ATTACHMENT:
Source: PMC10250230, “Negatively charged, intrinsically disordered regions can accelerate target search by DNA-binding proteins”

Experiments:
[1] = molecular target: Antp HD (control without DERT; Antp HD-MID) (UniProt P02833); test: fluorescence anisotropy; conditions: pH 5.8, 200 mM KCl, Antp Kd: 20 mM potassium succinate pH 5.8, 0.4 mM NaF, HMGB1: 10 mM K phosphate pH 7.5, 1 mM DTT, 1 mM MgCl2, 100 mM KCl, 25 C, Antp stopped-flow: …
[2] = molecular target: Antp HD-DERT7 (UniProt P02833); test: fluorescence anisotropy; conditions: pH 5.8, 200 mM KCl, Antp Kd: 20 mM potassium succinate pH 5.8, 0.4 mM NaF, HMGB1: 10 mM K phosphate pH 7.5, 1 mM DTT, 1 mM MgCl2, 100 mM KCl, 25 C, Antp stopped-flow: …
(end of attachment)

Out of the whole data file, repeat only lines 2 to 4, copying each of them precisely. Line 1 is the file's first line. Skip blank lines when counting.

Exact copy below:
Experiments:
[1] = molecular target: Antp HD (control without DERT; Antp HD-MID) (UniProt P02833); test: fluorescence anisotropy; conditions: pH 5.8, 200 mM KCl, Antp Kd: 20 mM potassium succinate pH 5.8, 0.4 mM NaF, HMGB1: 10 mM K phosphate pH 7.5, 1 mM DTT, 1 mM MgCl2, 100 mM KCl, 25 C, Antp stopped-flow: …
[2] = molecular target: Antp HD-DERT7 (UniProt P02833); test: fluorescence anisotropy; conditions: pH 5.8, 200 mM KCl, Antp Kd: 20 mM potassium succinate pH 5.8, 0.4 mM NaF, HMGB1: 10 mM K phosphate pH 7.5, 1 mM DTT, 1 mM MgCl2, 100 mM KCl, 25 C, Antp stopped-flow: …